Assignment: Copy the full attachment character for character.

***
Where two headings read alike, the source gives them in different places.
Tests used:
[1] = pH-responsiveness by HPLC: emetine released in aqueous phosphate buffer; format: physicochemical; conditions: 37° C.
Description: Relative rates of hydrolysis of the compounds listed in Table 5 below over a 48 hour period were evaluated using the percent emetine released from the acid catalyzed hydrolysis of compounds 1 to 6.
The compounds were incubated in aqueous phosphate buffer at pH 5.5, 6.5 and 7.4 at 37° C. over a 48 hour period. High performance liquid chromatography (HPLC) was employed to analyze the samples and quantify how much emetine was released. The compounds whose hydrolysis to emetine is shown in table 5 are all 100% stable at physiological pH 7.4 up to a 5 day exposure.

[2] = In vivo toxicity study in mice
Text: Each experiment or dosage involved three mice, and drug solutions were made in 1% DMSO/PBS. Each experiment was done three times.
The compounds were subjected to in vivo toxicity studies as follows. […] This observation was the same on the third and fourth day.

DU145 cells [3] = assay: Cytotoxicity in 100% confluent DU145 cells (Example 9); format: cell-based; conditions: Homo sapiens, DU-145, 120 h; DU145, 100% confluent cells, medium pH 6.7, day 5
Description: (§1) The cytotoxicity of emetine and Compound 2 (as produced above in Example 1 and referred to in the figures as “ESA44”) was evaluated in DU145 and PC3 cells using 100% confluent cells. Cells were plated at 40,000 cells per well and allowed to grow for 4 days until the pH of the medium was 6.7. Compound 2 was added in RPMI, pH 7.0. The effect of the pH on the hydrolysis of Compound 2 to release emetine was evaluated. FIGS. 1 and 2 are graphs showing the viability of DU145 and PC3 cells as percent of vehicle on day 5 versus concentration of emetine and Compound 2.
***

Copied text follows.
Where two headings read alike, the source gives them in different places.
Tests used:
[1] = pH-responsiveness by HPLC: emetine released in aqueous phosphate buffer; format: physicochemical; conditions: 37° C.
Description: Relative rates of hydrolysis of the compounds listed in Table 5 below over a 48 hour period were evaluated using the percent emetine released from the acid catalyzed hydrolysis of compounds 1 to 6.
The compounds were incubated in aqueous phosphate buffer at pH 5.5, 6.5 and 7.4 at 37° C. over a 48 hour period. High performance liquid chromatography (HPLC) was employed to analyze the samples and quantify how much emetine was released. The compounds whose hydrolysis to emetine is shown in table 5 are all 100% stable at physiological pH 7.4 up to a 5 day exposure.

[2] = In vivo toxicity study in mice
Text: Each experiment or dosage involved three mice, and drug solutions were made in 1% DMSO/PBS. Each experiment was done three times.
The compounds were subjected to in vivo toxicity studies as follows. […] This observation was the same on the third and fourth day.

DU145 cells [3] = assay: Cytotoxicity in 100% confluent DU145 cells (Example 9); format: cell-based; conditions: Homo sapiens, DU-145, 120 h; DU145, 100% confluent cells, medium pH 6.7, day 5
Description: (§1) The cytotoxicity of emetine and Compound 2 (as produced above in Example 1 and referred to in the figures as “ESA44”) was evaluated in DU145 and PC3 cells using 100% confluent cells. Cells were plated at 40,000 cells per well and allowed to grow for 4 days until the pH of the medium was 6.7. Compound 2 was added in RPMI, pH 7.0. The effect of the pH on the hydrolysis of Compound 2 to release emetine was evaluated. FIGS. 1 and 2 are graphs showing the viability of DU145 and PC3 cells as percent of vehicle on day 5 versus concentration of emetine and Compound 2.